Will my right hon. and learned Friend publish, in the appropriate place, the overwhelming market research that his Department has undertaken to show that it is in the public interest to reform the present antiquated laws, which were brought in 71 years ago in wartime conditions?

Mr. Waddington

There has been a fair amount of research into that matter. No doubt my hon. Friend and, indeed, hon. Members on both sides of the House, will have read the results of the study by the Office of Population Censuses and Surveys into what has happened in Scotland since the change in the law there in 1976. Any impartial person would conclude from that study that no deleterious results had occurred in Scotland as a result of the liberalisation that was introduced there.

Mr. Mason

In view of the Minister's determined support—he is obviously speaking on behalf of the Government—will he be more specific and tell the House what he intends to do? Will he allow more time for the private Member's Bill, or will he introduce legislation this Session?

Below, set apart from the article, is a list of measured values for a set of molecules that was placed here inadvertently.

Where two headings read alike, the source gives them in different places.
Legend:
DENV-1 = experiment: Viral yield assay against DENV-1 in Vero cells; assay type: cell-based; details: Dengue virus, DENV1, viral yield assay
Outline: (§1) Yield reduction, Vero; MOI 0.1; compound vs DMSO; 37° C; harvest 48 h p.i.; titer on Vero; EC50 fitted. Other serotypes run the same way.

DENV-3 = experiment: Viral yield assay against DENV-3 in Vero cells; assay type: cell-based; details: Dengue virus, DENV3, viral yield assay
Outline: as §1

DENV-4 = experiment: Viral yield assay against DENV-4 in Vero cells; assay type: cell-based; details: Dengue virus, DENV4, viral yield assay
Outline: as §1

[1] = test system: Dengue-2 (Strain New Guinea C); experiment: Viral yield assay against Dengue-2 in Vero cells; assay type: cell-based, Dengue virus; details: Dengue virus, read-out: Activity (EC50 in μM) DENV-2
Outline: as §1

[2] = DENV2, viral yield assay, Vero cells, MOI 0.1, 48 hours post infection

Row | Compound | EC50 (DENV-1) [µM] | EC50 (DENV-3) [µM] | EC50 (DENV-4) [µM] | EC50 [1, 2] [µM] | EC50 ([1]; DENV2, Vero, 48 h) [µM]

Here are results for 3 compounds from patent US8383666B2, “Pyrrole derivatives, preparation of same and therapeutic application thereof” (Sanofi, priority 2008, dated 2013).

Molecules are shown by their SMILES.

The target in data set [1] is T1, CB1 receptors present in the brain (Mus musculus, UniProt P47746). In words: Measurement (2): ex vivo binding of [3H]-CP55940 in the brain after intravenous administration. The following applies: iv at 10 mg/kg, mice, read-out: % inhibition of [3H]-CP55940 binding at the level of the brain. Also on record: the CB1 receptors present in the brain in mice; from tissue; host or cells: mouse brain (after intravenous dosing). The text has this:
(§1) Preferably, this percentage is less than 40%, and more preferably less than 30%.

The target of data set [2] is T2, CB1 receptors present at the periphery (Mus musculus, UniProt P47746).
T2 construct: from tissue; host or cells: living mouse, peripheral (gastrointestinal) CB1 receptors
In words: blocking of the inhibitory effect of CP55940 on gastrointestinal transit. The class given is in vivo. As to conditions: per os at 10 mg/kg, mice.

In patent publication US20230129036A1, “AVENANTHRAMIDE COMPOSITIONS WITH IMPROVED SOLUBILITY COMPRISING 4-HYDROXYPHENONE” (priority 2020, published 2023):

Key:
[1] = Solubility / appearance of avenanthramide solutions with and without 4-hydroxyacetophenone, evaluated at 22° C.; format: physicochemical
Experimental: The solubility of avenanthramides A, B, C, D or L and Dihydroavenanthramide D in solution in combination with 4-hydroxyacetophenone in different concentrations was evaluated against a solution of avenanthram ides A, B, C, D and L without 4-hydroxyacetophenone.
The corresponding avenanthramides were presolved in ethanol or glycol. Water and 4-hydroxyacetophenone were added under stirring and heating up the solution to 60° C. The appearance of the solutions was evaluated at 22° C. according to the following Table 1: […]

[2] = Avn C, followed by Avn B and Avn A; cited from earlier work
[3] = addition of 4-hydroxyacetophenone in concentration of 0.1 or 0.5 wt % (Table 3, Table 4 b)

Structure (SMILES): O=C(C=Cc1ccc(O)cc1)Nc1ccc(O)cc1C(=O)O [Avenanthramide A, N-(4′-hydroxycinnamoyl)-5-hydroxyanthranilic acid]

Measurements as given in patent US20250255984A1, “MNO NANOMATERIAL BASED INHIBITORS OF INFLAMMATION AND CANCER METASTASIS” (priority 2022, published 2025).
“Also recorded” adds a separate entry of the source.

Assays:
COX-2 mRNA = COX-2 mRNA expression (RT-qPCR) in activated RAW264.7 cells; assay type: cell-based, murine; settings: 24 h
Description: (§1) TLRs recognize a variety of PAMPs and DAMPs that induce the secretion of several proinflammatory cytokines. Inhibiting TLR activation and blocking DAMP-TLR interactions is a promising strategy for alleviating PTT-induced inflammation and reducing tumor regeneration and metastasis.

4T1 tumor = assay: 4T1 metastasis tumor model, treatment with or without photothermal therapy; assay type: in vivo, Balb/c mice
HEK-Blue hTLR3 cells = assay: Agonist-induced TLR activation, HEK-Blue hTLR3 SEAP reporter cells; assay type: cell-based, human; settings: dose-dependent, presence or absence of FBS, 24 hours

Mr. Waddington

I have already told the House, in reply to questions from other hon. Members, that the question whether the Government should give time for a private Member's Bill is not a matter for me. The right hon. Gentleman knows perfectly well that the Government have never given time for any private Member's Bill during the course of this Parliament, so he may think it unlikely that the Government will give time for this measure. I thought that I had been fairly forthcoming in answer to all these questions, and I cannot tell the right hon. Gentleman more about the precise timing of the introduction of any measure which may be introduced.

Mr. Robert Atkins

Does my right hon. and learned Friend recognise that the call "Time, ladies and gentlemen please" is well overdue for the reform of these antiquated laws? Does he agree that the area that we have the honour to represent, Lancashire, if no other, is firmly and forcefully in favour of change, and change now?

Mr. Waddington

Lancashire folk are sensible folk, and I have no doubt that they are in favour of reform.